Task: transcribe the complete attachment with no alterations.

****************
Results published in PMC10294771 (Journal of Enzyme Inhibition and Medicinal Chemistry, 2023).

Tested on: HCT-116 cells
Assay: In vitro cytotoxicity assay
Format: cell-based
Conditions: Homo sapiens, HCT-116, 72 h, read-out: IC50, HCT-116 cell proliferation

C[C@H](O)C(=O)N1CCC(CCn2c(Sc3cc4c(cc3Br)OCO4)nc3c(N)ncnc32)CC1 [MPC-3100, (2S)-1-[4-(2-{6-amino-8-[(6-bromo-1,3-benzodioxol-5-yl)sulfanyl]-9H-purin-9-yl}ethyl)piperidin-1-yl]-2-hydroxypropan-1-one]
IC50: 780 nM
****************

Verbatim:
Results published in PMC10294771 (Journal of Enzyme Inhibition and Medicinal Chemistry, 2023).

Tested on: HCT-116 cells
Assay: In vitro cytotoxicity assay
Format: cell-based
Conditions: Homo sapiens, HCT-116, 72 h, read-out: IC50, HCT-116 cell proliferation

C[C@H](O)C(=O)N1CCC(CCn2c(Sc3cc4c(cc3Br)OCO4)nc3c(N)ncnc32)CC1 [MPC-3100, (2S)-1-[4-(2-{6-amino-8-[(6-bromo-1,3-benzodioxol-5-yl)sulfanyl]-9H-purin-9-yl}ethyl)piperidin-1-yl]-2-hydroxypropan-1-one]
IC50: 780 nM